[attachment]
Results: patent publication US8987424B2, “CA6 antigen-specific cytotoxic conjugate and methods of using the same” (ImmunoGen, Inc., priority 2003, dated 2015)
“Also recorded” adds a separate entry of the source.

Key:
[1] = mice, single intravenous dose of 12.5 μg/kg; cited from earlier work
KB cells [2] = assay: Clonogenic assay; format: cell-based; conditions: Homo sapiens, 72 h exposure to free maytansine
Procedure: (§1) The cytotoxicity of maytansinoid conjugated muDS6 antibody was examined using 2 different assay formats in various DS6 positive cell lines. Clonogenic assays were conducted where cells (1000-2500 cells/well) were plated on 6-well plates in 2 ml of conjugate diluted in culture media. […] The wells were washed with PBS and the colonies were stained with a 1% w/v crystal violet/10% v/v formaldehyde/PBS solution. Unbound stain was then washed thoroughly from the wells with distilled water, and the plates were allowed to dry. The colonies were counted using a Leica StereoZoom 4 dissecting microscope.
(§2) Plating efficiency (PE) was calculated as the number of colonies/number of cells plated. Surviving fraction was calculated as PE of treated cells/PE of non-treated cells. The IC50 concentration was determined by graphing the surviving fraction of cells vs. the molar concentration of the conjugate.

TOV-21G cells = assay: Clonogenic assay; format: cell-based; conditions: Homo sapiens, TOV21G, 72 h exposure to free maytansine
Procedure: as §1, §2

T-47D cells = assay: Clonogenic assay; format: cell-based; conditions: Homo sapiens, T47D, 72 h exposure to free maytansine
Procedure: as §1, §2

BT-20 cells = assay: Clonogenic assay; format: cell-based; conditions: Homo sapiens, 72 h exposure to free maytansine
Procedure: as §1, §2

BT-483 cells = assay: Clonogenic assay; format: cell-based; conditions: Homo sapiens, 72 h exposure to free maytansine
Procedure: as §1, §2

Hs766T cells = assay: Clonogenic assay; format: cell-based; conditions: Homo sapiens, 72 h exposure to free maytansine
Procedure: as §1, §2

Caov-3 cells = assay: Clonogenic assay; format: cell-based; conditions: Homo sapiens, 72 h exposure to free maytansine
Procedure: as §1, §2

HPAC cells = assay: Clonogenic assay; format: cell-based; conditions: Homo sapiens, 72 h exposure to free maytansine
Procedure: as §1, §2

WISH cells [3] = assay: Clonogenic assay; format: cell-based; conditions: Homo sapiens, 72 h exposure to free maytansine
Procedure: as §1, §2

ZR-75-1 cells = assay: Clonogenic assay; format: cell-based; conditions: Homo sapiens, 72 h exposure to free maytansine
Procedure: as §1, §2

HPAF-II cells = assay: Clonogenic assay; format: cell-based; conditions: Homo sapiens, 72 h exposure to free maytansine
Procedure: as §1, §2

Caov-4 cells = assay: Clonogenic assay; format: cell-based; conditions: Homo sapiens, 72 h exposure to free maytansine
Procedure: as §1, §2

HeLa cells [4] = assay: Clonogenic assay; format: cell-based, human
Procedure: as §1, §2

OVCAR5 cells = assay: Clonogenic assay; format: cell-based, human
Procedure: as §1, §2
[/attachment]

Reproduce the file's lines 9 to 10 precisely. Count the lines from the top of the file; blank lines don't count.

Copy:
Procedure: as §1, §2

T-47D cells = assay: Clonogenic assay; format: cell-based; conditions: Homo sapiens, T47D, 72 h exposure to free maytansine